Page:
Café and restaurant

The importance of light

Whether you photograph food in a professional capacity, or like to capture your restaurant dining experiences for visual mementos to be shared on social media, shooting in a restaurant can pose challenges. However, regardless of the occasion, the lighting on the venue has a really large impact on the outcome. Food photographer, Paul Lindqvist, and food content creator and stylist, Marisa Alvarsson, share some thoughts about their work processes, plus a few tips for capturing images that faithfully illustrate the appeal of restaurant food.

MissMarzipan

For the food content creator/stylist

"My name is Marisa Alvarsson, also known as “Miss Marzipan” online. I have created, styled and shot numerous homemade dishes as a cookbook author, food blogger, content creator for social media and editorial publications. For me, the authenticity of the dish portrayed is really crucial, i.e. as it is presented to me, or in the setting where it would naturally be served."

Paul Lindqvist, photographer

"In my work, no matter the object I am portraying, I am constantly aware of the importance of light, or the lack thereof."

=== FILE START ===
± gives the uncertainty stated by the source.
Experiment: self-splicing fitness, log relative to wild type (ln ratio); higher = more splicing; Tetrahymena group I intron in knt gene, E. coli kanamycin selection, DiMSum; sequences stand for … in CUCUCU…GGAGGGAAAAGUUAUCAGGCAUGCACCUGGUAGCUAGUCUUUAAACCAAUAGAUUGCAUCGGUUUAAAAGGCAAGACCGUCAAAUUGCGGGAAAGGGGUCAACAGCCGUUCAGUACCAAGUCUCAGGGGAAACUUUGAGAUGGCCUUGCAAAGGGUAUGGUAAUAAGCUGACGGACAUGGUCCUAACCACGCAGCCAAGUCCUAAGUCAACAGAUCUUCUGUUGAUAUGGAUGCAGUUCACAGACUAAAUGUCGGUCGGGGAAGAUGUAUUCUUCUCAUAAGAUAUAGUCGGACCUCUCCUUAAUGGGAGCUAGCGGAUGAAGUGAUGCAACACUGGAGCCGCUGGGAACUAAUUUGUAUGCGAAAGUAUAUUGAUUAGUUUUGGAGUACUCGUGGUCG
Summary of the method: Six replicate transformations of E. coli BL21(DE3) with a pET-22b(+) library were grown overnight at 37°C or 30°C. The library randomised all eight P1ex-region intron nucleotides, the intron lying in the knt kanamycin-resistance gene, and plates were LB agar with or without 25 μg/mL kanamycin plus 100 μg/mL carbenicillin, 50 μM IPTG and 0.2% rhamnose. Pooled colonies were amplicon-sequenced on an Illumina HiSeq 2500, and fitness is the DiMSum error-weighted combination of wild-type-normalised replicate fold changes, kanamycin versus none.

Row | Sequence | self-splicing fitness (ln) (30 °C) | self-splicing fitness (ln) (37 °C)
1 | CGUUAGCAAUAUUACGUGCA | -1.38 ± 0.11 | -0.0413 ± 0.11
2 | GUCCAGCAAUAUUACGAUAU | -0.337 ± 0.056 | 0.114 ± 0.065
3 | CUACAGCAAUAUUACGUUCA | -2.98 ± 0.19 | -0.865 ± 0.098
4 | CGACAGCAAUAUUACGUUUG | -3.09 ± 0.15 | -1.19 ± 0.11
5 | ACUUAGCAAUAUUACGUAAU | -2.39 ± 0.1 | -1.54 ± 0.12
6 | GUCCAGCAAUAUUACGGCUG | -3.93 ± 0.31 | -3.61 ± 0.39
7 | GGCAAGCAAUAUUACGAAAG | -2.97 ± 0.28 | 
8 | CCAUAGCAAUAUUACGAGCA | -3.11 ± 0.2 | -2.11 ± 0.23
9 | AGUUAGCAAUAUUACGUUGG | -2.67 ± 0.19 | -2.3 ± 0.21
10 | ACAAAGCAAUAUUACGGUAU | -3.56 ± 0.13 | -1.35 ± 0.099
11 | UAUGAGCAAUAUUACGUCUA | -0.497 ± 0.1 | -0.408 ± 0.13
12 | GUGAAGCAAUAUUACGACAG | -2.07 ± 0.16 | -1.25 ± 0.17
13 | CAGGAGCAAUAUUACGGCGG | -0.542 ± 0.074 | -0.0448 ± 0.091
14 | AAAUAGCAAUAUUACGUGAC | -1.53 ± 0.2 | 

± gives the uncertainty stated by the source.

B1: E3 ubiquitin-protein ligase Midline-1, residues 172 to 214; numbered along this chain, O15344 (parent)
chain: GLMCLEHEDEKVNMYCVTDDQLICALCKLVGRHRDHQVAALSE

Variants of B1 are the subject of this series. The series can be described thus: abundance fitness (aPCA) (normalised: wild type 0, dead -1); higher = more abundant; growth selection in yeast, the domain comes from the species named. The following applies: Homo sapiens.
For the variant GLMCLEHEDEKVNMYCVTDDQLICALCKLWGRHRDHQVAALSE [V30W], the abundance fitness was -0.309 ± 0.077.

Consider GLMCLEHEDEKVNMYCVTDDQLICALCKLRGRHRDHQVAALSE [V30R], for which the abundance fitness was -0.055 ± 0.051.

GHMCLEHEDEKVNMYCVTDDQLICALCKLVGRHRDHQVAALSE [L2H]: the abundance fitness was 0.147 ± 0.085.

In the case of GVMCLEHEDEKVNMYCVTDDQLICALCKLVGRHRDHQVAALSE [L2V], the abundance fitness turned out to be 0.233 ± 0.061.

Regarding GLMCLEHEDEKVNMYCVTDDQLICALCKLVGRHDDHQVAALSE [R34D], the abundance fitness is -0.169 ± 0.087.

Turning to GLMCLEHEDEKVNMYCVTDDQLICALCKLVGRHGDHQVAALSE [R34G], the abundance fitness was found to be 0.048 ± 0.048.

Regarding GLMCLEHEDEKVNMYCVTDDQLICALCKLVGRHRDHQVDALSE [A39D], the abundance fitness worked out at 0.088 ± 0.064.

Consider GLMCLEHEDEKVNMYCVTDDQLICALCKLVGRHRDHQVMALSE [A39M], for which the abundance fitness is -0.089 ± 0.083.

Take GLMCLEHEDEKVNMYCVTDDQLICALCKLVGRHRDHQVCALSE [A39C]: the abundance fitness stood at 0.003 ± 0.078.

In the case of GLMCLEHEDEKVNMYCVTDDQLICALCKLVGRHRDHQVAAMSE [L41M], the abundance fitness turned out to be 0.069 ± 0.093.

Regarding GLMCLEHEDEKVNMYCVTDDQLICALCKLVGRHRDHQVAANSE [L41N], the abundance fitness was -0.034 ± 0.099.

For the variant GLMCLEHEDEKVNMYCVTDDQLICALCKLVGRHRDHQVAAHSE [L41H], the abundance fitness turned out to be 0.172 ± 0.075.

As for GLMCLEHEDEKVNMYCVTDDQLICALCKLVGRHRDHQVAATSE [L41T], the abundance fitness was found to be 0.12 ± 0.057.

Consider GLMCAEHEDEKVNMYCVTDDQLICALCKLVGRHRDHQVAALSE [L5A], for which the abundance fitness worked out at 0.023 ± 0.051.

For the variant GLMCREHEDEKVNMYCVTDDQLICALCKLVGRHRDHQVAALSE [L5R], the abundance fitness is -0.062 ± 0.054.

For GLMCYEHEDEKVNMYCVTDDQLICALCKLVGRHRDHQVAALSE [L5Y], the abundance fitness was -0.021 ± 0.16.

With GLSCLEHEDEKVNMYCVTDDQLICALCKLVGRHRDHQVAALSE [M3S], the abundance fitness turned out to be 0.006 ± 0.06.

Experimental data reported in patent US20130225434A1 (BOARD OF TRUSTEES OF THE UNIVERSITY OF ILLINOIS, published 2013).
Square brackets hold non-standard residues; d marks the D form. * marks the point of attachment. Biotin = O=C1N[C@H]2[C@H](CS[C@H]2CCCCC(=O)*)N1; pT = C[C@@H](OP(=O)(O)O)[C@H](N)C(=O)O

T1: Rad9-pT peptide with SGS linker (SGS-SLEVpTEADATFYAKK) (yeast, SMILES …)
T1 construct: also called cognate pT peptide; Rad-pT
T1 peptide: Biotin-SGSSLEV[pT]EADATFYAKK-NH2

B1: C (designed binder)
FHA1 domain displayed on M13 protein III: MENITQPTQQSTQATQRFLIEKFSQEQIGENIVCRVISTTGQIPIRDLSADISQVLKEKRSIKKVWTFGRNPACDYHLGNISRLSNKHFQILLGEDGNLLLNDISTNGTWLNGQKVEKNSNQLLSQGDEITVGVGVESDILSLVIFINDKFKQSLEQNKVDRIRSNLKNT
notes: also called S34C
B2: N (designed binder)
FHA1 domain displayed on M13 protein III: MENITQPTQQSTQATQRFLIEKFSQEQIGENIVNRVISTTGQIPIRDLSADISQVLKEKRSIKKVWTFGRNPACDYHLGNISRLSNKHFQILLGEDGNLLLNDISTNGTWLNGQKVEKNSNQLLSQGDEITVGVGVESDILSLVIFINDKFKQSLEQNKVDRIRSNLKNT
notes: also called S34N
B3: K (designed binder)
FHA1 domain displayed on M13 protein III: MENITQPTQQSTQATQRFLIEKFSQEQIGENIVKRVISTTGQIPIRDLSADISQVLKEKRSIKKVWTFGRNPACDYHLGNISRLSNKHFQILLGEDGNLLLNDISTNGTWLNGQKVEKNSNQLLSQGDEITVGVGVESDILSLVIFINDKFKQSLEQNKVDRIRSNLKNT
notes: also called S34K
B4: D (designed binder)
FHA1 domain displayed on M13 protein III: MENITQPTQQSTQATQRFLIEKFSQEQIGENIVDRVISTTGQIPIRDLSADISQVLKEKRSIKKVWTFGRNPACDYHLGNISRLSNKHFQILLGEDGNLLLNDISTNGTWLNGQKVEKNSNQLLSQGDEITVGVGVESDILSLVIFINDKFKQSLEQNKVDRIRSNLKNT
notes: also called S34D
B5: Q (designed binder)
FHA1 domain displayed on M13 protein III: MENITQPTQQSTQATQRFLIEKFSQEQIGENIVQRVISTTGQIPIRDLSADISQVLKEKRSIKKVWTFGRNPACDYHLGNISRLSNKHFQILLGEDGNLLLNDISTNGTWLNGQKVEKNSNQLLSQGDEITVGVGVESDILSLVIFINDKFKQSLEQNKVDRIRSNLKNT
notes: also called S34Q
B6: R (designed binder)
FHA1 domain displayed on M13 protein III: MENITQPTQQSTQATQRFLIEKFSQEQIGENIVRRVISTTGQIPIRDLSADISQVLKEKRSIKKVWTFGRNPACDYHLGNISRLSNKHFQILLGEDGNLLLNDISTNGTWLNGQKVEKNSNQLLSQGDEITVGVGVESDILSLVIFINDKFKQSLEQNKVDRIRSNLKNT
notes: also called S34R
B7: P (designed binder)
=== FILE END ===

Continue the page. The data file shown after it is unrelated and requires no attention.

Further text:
For the photographer

"My name is Paul Lindqvist and I am a commercial photographer who specialises  in food, product and portraits. I am based in Stockholm, but my work takes me all over Sweden. I have been working actively as photographer since 2007."

Paul
Dish

Ambient light

Above you see the same dish photographed in two different light settings. The soft, warm ambient lighting above illuminates the texture and details in food, revealing form and dimension. Within the soft light spectre, there can be different types of mood and degrees of shadows, but they are all close to the natural light.

Dish

Flash light

When the dish is photographed in an artificial light with a sharp flash, you get a different mood. This type of hard and cold light brings out the cool and clean feeling from the plates and glasses, but the food might be perceived as a bit flat. Sharp artificial light can lose detail but add drama, dimension, and depth to compositions.